She weighted the knife in one hand, then the other, trying to remember how she knew what she was supposed to do. That was her mission; that much was clear. But there hadn't been a briefing meeting of any kind, and she had no idea when or how she'd left the hospital.
Shaking her head to dispel the confusion, she started walking forward. It was a simple enough job that would close a chapter of her life she was more than eager to leave behind, and the sooner it got done, the better.
She walked fast, eyes focused on the growing shadow. Would there be a struggle? What if her target was much bigger than her? Somehow she knew her body would know what to do. It had been trained to exhaustion, even if she couldn't remember any of it. And the shadow didn't seem to be growing much anyway, so there was no danger.
Actually, after she'd covered half the distance separating them, the target didn't seem to be growing at all. Had she been deployed to kill a really short person? Somehow that made them more innocent in her mind, made her think of children. They're probably just really short, she reassured herself. Short and capable of enough harm to deserve this fate. That had to be it.
When at last she was close enough to see her target, she couldn't fool herself anymore: the person wasn't short because of bad luck in the genetic lottery, but because they didn't have the chance to grow yet. And it wasn't just any child: it was her child, the girl who tortured little animals, and who was now clutching a rag doll against her chest, watching her curiously. Her breath caught in her throat, and fragments of memories flashed through her mind: the pain of labor, the joy of holding her for the first time, saying her name for the first time, a vague image of her at two, at five. Leah asking her if she was her mummy.
Before she even had time to process any of it, an intense light erupted from the horizon, blinding her momentarily. What the hell was happening?
She felt confused and put one arm up, trying to shield her eyes, trying to make sense of the world.
'Up her dosage, you idiot!' She heard an urgent voice cry, and looked around desperately, trying to find the source of the noise.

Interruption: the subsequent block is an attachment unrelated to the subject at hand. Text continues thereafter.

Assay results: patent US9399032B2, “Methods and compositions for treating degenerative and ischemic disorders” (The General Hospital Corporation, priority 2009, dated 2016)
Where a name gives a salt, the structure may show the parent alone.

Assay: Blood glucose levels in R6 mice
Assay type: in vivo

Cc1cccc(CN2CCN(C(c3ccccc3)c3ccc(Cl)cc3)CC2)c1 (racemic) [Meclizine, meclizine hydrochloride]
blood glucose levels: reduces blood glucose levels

At the next moment, the light was gone, and she was alone with the little girl again. And the memory of the voice began to fade, and those of Leah became faint echoes in her mind. The only thing that was clear was her mission, and the certainty she'd carry it out.
Without hesitation, she walked forward, knife pointing outward at the child who merely stood there watching her. The blade had already cut the skin on her neck, and blood had started trickling down, when Hayley looked up to the child's face and noticed the silent tear running down her cheek. There was no reason why she would let anyone do that to her the way it was happening, and yet the only thing she allowed herself was to silently weep her own death.
And Hayley knew she couldn't do that. That she could never do that. Maybe the child was a monster, and maybe if she kept on the path she was on, she'd bring death and suffering to millions of people, but Leah was her daughter, and she knew that if she could only take care of her for a little while, she was absolutely certain she could fix everything. It was her job as a mom to fix what had been done to her baby, not to get rid of her.
So she dropped the knife and pulled the girl against her chest, holding her tightly, so overwhelmed by the instinct to protect she didn't even notice the girl wasn't moving any more than the rag doll in her tiny arms.
And then her head exploded in pain, and she would've screamed if she could've, she would've ripped it opened with her bare hands if she could've.
It was only her subconscious that picked up the angry exclamations coming from somewhere in the room, something about having failed, something about starting over.
She was no longer in a street in the middle of nowhere, she was back in the lab, immersed once again in that strange gel, with wires connected to her, tubes going into her body, a mere experiment to the men in lab coats surrounding her.
And like pieces of a puzzle she struggled to put together, fragments of memory were returned to her.
The moment her month-old child was ripped from her arms and the way she'd screamed and fought the three policemen holding her back.
Reading about scattered protests against the government and deciding to do something about it.
Seeing her two-year-old spend her days in complete isolation, and then be physically and verbally abused by people she desperately wanted to please.
Meeting Leah's father for the first time.
Being told by a police officer she'd never challenge the government again.
Waking up when the girl was three, and seeing the damage that had been done to her.
Turning from just another voice in the crowd into the leader of the movement.
Seeing the love of her life turned into an empty shell, ignoring a tiny Leah who begged for some attention.
Failing the test and being thrown back into the darkness.
And then she understood why darkness terrified her so. Suddenly she remembered the endless time she'd spent in limbo, with no hint of light anywhere, just her conscience floating in space and the voice narrating all the terrible things Leah was put through. A voice that was her own, a voice she couldn't doubt, because despite the disconnection between body and mind, parts of her witnessed it all happen, and she was just aware enough to feel completely impotent.
She opened her eyes, seeing men frantically rushing around her, following instructions, and she fought as hard as she could to regain control of her body, to get out of that horrible place. She needed to find her child, and get them away from that hellhole.
She just had to.
And then the words drifted to her ears and slowly made their way into her consciousness, halting her struggles at once.
"Put her back under," the professor had said.
And it was the last thing she heard before diving back into complete darkness.